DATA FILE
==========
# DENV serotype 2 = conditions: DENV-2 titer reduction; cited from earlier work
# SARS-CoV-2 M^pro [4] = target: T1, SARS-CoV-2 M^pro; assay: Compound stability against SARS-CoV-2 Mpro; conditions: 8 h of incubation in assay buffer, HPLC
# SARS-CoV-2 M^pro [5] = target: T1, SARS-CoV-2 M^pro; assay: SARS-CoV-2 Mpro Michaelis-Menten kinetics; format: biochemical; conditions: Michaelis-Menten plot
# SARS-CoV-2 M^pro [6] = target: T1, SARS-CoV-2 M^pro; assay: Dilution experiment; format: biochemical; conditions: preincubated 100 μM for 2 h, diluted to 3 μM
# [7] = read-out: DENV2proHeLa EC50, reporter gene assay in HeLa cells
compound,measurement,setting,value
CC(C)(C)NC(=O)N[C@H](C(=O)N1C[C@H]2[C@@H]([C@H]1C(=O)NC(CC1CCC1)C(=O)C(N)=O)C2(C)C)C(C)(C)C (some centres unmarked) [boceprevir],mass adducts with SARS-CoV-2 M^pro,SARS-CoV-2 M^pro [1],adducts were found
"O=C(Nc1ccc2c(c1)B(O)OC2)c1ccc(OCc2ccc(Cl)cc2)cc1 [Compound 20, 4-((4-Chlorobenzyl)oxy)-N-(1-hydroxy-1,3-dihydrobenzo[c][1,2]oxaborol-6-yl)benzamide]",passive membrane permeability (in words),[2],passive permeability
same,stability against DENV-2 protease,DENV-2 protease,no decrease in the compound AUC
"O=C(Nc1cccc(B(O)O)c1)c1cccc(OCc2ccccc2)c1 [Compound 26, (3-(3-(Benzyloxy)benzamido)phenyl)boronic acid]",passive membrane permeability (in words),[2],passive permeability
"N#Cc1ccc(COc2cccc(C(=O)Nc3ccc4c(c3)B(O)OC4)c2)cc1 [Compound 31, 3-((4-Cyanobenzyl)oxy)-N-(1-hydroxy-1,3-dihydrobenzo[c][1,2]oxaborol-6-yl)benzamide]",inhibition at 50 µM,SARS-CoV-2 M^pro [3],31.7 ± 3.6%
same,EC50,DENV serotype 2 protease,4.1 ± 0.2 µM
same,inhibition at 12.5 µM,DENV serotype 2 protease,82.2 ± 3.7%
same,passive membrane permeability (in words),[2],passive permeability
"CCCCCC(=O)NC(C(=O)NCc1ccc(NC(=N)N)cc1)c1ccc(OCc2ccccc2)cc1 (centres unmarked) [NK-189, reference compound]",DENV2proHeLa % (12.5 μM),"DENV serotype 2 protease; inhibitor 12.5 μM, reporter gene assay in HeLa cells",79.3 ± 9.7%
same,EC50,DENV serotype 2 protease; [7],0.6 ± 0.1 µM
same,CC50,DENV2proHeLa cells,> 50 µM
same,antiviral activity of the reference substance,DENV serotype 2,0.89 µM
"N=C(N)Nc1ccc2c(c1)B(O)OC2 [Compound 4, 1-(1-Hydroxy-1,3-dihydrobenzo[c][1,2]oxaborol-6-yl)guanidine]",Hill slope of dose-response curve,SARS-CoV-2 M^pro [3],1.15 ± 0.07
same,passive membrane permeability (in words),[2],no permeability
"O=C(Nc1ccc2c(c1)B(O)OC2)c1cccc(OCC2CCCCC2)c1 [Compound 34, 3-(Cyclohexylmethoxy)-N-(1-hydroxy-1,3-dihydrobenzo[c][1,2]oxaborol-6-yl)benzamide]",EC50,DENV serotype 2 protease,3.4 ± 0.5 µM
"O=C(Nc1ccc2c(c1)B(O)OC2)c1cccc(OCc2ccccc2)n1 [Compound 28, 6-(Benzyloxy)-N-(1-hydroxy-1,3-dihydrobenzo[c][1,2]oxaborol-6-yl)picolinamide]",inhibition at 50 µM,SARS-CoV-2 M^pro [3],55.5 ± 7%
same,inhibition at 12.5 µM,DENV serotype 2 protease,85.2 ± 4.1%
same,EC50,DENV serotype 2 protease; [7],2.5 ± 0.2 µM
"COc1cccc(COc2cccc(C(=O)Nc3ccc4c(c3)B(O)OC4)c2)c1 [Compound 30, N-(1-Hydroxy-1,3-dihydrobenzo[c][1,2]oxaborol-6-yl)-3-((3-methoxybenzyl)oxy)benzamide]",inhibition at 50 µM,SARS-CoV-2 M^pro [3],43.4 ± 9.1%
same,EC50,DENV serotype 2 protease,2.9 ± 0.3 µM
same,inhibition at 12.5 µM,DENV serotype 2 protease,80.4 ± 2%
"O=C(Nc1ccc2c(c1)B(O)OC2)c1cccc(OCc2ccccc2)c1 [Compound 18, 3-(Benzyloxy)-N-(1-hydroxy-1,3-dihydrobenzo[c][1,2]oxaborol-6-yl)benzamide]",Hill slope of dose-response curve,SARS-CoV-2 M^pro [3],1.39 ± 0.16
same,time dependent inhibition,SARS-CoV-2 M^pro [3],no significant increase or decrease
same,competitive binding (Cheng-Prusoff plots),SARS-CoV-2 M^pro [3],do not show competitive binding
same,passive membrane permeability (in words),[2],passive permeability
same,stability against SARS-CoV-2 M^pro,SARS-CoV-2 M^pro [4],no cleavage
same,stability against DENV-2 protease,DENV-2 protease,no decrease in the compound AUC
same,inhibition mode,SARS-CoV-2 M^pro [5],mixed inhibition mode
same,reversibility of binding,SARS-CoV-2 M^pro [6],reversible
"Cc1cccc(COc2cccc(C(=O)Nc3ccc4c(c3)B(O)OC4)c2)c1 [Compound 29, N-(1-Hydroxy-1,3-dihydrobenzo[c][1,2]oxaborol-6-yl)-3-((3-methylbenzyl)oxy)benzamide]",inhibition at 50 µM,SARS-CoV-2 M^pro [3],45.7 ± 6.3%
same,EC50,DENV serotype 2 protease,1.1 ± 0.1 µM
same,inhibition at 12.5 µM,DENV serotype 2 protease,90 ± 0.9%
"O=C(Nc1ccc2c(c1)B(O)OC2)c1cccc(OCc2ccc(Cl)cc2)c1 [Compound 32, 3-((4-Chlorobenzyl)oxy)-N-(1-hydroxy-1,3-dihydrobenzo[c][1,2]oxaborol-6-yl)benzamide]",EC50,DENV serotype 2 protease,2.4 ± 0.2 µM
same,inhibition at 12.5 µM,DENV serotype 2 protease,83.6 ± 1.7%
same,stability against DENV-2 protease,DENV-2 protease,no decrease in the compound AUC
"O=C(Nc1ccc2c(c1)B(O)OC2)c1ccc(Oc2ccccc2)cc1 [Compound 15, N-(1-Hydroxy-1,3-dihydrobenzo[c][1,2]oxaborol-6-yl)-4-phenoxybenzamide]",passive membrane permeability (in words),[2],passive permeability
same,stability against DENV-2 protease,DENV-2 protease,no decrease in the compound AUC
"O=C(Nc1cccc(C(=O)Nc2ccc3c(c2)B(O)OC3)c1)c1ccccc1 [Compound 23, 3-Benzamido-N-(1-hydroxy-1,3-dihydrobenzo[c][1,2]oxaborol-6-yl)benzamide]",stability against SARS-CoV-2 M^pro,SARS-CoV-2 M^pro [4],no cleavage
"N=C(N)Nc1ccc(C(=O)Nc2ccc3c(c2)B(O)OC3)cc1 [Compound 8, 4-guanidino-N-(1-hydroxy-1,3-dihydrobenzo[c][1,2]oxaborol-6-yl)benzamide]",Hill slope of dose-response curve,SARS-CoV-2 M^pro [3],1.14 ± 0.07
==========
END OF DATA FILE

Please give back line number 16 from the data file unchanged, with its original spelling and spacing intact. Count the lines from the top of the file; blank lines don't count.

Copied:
same,EC50,DENV serotype 2 protease; [7],0.6 ± 0.1 µM